“She can do anything. I was able to work with Nicole in some shows. We did Broadway stuff and a lot of Whitney Houston, so I was able to study her style even more so. For Pangako, I wanted her to bring her full potential to it …her being a biritera…the high note, the whisper, the emotional stuff.”

Although she admitted she didn’t speak Tagalog, Nicole said that she understood the song’s sentiment just by listening to it.

“Troy told me about the lyrics and I just love it, especially the line that says ‘Promise I won’t leave you’ (…pangako di kita iiwan…). Music is a universal language. Whether you speak Tagalog or not, when you hear the song it moves you. Music is what connects all of us. Ultimately, we are one and the same. I’m glad that the album will find a platform for that.”

Easy does it, according to Nicole.

“Obviously, when you want to do something to the best of your ability and do it justice, it can be heard because you want to make it sound like your second skin. I know that it (her Filipino-ness) is in my blood. My family speaks Hawaiian as well. I grew up learning Spanish and I think that kind of helped me a lot.”

Nicole recalled that when Laureta called her about the song, she said yes right away.

“He was playing weird spa music and I didn’t know if the world was aligning or if he was getting a foot rub. I was taking a trip to a nature store and I remember him leaving on my phone an hour-long message. When we talked, I told him, ‘Let’s do it! It’s an honor for me to be part of it!’ I was gang-ho. It was my first time to sing in Tagalog and I was sure that my family would be proud of it.”

Following protocols (it was the pandemic, you know), Nicole soon found herself in Laureta’s studio at home.

“I came out of the bathroom, got into bed and started singing. That was magic!” she laughed.

“We were just kind of chilling,” said Laureta.

Asked in an interview with Funfare several weeks ago what criteria he followed in choosing the artists for the album, Laureta said, “All the artists were those that I’ve either toured or worked with in the studio and they are all friends of mine. I really wanted to make a point to choose artists that were personal to me whether in my business life or personal life. People who understand me not just as a musician but as a person. Every artist on the album has impacted my life in some way.”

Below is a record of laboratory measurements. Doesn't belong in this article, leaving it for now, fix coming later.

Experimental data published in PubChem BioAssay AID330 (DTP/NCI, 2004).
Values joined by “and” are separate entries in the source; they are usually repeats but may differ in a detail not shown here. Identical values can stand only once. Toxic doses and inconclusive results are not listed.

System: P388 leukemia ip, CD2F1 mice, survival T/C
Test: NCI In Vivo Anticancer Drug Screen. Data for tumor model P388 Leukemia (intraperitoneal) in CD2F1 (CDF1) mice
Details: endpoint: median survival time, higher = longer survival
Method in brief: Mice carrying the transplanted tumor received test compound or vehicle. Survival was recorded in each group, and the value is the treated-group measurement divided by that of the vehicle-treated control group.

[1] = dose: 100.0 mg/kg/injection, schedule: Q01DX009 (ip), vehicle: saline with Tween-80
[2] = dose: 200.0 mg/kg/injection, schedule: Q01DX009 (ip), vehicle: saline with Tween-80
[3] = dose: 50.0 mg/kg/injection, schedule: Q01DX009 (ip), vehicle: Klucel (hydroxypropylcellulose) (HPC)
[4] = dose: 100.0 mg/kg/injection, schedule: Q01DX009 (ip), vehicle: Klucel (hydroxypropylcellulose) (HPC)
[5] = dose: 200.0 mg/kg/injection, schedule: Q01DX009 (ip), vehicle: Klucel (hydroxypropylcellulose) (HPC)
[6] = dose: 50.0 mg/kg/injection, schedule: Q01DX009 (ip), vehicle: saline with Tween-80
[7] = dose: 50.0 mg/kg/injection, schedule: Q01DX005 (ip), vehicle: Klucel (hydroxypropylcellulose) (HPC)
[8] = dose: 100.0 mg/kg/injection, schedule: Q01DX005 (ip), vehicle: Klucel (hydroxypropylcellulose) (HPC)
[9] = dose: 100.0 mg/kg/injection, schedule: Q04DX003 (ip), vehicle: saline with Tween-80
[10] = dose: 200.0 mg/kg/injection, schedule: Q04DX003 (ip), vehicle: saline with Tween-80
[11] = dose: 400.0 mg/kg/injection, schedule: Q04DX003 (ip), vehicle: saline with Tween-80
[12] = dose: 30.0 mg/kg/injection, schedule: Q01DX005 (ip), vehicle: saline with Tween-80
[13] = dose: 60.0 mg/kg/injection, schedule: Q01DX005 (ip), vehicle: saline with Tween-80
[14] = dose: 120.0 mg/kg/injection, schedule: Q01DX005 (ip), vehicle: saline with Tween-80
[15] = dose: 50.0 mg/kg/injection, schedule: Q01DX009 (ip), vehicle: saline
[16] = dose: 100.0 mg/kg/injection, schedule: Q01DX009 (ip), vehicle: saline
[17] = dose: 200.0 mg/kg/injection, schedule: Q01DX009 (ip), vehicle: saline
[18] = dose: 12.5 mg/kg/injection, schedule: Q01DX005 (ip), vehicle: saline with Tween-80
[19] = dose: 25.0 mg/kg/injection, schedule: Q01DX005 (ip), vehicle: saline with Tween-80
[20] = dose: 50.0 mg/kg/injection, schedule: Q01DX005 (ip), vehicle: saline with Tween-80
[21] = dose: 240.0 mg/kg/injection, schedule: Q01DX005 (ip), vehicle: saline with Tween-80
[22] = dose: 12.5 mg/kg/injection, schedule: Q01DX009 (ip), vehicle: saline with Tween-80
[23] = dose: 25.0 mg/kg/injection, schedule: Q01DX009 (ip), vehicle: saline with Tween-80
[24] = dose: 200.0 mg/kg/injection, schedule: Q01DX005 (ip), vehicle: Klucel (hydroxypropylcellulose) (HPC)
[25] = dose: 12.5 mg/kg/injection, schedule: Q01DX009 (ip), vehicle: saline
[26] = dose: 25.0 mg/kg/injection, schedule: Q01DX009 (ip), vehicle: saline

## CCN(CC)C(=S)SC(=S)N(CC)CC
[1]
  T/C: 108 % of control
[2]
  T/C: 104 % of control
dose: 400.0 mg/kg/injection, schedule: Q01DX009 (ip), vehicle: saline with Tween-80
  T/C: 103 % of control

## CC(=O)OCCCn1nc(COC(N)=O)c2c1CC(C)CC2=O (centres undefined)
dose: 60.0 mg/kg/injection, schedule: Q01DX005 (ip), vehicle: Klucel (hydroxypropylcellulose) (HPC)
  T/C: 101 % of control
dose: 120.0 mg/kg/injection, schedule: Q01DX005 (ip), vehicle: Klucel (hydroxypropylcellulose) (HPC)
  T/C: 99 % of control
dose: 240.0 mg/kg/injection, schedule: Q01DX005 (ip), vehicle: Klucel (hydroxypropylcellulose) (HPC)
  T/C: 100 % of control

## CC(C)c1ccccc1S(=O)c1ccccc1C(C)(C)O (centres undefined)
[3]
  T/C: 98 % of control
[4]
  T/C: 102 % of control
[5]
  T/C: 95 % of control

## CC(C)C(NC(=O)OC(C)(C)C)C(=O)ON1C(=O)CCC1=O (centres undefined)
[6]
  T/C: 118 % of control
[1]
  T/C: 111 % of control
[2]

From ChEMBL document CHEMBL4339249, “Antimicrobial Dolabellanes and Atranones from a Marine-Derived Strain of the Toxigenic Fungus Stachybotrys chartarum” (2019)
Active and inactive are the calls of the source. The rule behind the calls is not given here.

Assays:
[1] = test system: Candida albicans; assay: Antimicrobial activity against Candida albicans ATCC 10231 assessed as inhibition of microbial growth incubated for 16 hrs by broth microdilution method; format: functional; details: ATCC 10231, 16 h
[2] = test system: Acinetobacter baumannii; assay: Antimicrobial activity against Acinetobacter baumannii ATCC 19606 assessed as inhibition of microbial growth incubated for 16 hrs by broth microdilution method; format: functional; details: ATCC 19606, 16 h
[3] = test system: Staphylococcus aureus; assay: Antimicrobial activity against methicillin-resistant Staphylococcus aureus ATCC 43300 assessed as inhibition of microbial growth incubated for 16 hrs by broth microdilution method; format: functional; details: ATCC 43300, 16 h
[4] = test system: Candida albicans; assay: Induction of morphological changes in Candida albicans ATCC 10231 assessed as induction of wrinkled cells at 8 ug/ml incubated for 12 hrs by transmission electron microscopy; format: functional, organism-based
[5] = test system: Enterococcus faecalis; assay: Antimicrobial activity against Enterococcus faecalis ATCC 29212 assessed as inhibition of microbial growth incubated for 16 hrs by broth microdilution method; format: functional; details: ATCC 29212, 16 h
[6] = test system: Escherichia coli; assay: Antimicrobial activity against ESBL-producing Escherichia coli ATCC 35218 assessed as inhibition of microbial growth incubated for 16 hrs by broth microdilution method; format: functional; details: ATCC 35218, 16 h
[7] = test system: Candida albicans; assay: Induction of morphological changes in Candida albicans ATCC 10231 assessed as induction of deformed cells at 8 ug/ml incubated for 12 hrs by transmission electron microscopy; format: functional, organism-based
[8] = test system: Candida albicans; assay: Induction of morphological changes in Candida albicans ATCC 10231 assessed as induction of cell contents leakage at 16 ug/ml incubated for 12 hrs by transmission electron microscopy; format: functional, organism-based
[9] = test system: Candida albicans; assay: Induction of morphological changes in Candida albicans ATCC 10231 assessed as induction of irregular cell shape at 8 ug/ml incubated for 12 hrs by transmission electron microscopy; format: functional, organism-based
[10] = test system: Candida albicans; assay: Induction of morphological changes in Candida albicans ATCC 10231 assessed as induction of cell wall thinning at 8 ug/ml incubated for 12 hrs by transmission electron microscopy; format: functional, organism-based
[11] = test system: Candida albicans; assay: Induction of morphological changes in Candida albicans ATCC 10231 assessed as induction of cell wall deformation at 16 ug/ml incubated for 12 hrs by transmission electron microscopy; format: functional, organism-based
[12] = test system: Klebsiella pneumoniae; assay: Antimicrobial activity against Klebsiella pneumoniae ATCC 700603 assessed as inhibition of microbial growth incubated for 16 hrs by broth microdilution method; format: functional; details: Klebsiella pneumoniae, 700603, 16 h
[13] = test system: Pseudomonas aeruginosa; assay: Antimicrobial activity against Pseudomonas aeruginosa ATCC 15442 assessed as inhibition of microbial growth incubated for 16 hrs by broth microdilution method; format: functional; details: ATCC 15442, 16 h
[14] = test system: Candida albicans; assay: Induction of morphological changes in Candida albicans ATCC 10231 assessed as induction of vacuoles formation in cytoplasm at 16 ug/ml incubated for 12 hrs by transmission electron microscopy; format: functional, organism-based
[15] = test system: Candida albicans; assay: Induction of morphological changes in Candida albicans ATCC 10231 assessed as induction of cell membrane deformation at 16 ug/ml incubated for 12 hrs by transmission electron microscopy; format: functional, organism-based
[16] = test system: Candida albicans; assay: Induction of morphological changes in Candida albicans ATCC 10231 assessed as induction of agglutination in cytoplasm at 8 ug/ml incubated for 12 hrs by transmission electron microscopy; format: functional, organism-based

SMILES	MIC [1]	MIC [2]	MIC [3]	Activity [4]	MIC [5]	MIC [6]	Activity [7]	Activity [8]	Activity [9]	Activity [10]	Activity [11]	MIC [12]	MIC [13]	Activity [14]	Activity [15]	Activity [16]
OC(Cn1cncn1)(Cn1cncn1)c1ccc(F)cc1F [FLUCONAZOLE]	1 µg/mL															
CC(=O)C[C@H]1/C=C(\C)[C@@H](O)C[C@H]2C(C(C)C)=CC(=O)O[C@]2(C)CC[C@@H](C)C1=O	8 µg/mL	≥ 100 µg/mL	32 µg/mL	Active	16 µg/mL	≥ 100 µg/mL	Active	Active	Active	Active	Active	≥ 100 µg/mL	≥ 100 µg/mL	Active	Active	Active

And how did he expect non-Tagalog listeners to understand the songs so that they could appreciate them?

“I think the beauty of OPM is that songs speak for themselves. I grew up listening to OPM. I always believed that no matter in what language, a great song will always be impactful to its listeners. That’s how I always felt about OPM. We have the songs, the singers and a culture that is filled with so much passion and depth. I use Kaibigan as a catalyst to let a broader audience hear what I already know is legendary and that is Filipino music.”

Laureta is grateful to Ogie and Regine for being supportive.

“They were such an inspiration. They are super cool!”

Ogie and Regine are all praises for Laureta and Nicole’s work, describing it as “so surreal.”

Admitting that she’s a fan of Regine, Nicole said, “When I listen to her and that voice, I’m like, ‘So what else is there for me to do?’ I have so much love and respect for her.”

(E-mail reactions at For more updates, photos and videos, visit or follow me on Instagram @therealrickylo.)